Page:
Chronic fatigue syndrome (CFS) costs the United States over $9 billion each year in lost productivity according to an article published today in the Open Access journal Cost Effectiveness and Resource Allocation. This estimate, which is similar to the financial losses caused by digestive system disorders or infectious and parasitic diseases, does not include healthcare costs, which are likely to be substantial.
According to the study authors, “The extent of the burden indicates that continued research to determine the cause of and potential therapies for CFS could provide substantial benefit both for individual patients and for the nation.”
Dr William Reeves, from the Centers for Disease Control and Prevention, Atlanta, and his colleagues interviewed 56,000 people from Wichita, Kansas over the phone. Of these, 3,551 people reported that they had been suffering from fatigue for more than a month. 43 of these fatigued individuals were classified as suffering from CFS during a clinical evaluation, conducted as part of the study.
Gemma Bradley | alfa
Multi-year study finds 'hotspots' of ammonia over world's major agricultural areas
17.03.2017 | University of Maryland
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The Institute of Semiconductor Technology and the Institute of Physical and Theoretical Chemistry, both members of the Laboratory for Emerging Nanometrology (LENA), at Technische Universität Braunschweig are partners in a new European research project entitled ChipScope, which aims to develop a completely new and extremely small optical microscope capable of observing the interior of living cells in real time. A consortium of 7 partners from 5 countries will tackle this issue with very ambitious objectives during a four-year research program.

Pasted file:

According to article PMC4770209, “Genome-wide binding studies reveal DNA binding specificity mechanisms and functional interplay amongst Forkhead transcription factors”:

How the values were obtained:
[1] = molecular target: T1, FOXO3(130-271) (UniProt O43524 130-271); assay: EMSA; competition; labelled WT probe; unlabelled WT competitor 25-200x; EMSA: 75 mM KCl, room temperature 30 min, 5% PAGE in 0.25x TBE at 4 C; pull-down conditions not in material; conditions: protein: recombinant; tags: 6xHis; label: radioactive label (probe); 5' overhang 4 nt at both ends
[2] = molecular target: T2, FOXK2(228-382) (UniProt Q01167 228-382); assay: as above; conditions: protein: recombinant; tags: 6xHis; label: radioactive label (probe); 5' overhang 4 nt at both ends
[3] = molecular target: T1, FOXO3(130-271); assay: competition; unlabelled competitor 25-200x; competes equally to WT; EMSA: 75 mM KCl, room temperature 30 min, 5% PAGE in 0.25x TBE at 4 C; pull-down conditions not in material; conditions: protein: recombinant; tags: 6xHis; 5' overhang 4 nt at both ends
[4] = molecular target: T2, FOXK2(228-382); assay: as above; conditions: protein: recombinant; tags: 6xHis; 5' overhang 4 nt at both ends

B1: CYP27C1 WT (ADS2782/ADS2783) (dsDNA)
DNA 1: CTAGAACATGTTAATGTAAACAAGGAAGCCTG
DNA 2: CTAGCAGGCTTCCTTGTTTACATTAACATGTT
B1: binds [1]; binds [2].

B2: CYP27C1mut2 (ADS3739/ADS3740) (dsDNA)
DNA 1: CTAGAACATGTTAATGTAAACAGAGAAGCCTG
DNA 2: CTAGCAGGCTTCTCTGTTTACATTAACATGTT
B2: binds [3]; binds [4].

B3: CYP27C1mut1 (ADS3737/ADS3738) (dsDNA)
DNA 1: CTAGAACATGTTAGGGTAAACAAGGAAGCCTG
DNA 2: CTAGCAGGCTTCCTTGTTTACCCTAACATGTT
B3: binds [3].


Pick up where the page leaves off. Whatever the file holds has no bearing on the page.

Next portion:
To demonstrate the usefulness of this new scientific tool, at the end of the project the developed chip-sized microscope will be used to observe in real-time...
Astronomers from Bonn and Tautenburg in Thuringia (Germany) used the 100-m radio telescope at Effelsberg to observe several galaxy clusters. At the edges of these large accumulations of dark matter, stellar systems (galaxies), hot gas, and charged particles, they found magnetic fields that are exceptionally ordered over distances of many million light years. This makes them the most extended magnetic fields in the universe known so far.
The results will be published on March 22 in the journal „Astronomy & Astrophysics“.
Galaxy clusters are the largest gravitationally bound structures in the universe. With a typical extent of about 10 million light years, i.e. 100 times the...
Researchers at the Goethe University Frankfurt, together with partners from the University of Tübingen in Germany and Queen Mary University as well as Francis Crick Institute from London (UK) have developed a novel technology to decipher the secret ubiquitin code.
Ubiquitin is a small protein that can be linked to other cellular proteins, thereby controlling and modulating their functions. The attachment occurs in many...
In the eternal search for next generation high-efficiency solar cells and LEDs, scientists at Los Alamos National Laboratory and their partners are creating...
Silicon nanosheets are thin, two-dimensional layers with exceptional optoelectronic properties very similar to those of graphene. Albeit, the nanosheets are less stable. Now researchers at the Technical University of Munich (TUM) have, for the first time ever, produced a composite material combining silicon nanosheets and a polymer that is both UV-resistant and easy to process. This brings the scientists a significant step closer to industrial applications like flexible displays and photosensors.
Silicon nanosheets are thin, two-dimensional layers with exceptional optoelectronic properties very similar to those of graphene. Albeit, the nanosheets are...
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